Budget battles must have a shared reality
University of Hawai'i public administration professor Dick Pratt came up with a phrase this week that should become a watchword as the Legislature struggles to write a budget that covers prospective union pay raises.
What is needed, Pratte told Capitol Bureau Chief Kevin Dayton, is a "shared reality" among all parties over how much money the state will have to spend over the next two years.
Instead, every player appears to have his or her own version of the state's fiscal reality. That makes serious budget-writing almost impossible.
Gov. Ben Cayetano says the state is at a bare-bones level and simply cannot afford raises at the amounts being pursued by striking teachers and University professors. He continues to make the case that substantial union raises would come at the cost of crucial human and social services.
The unions say there is enough money to offer decent raises and maintain an acceptable level of state services. The trick, they say, is knowing where to look for spare cash in what is in effect a padded budget.
House and Senate money committees have put their own form of wriggle room into the budget by scaling back as much as $200 million from the spending plan originally proposed by Cayetano. Note, however, that these are not necessarily the same $200 million in cuts.
Arguably, there may be $200 million worth of cuts possible in this budget, but certainly not $400 million or anything close to it.
By law, everyone must use tax-growth projections from the Council on Revenues, which officially remain at between 5 and 6 percent over the next two years. But most lawmakers suspect those numbers will be revised downward as the impact of the economic slowdown on the Mainland and in Japan shows up in returns from our visitor industry.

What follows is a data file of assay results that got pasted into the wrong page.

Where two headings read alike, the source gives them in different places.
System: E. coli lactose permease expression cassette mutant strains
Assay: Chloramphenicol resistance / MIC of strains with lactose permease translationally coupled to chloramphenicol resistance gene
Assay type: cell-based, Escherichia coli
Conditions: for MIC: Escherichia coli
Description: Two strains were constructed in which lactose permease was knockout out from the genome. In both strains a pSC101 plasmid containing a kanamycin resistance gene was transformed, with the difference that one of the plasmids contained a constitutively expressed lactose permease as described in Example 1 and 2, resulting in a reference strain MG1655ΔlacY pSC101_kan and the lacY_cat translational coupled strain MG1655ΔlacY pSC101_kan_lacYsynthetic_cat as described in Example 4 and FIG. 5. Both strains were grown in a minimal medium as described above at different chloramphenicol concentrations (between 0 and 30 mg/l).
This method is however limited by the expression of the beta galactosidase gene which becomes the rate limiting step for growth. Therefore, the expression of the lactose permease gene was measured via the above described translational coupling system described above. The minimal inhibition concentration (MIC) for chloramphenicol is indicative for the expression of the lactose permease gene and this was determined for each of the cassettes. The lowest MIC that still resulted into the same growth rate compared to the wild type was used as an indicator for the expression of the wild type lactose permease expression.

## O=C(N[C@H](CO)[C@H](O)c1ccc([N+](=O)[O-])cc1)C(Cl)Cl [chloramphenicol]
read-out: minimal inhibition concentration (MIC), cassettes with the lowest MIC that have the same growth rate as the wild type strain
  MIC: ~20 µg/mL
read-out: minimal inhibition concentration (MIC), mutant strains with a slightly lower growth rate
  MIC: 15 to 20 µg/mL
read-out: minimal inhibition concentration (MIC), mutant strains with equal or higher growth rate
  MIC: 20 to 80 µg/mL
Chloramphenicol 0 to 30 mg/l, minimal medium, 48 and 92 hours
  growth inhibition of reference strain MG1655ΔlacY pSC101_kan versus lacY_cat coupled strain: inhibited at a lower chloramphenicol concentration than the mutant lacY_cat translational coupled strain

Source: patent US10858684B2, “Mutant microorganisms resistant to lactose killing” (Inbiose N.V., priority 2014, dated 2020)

What gets missed here is that while the council's tax-growth numbers are the official standard, there is nothing to stop lawmakers from treating those numbers conservatively. That is, they cannot budget on a tax-growth rate higher than that of the council, but they certainly could use lower numbers.
Finally, there are various budget proposals to dip into special funds, budget carryover balances (or surpluses) or special reserves. This is definitely short-term thinking, since there is no guarantee at all that these one-time sources of money will be there next time around.
There is no magic to any one of these budget scenarios, from governor to unions to Legislature. But until the various parties come up, in Pratte's words, with a "shared reality" about the state's financial position, no satisfactory conclusion is possible.
So we would argue for a timely and universal agreement on a set of income and spending assumptions. Ideally, this agreement should stick to sources of funds that are likely to be around not just for the immediate future, but for a long time to come.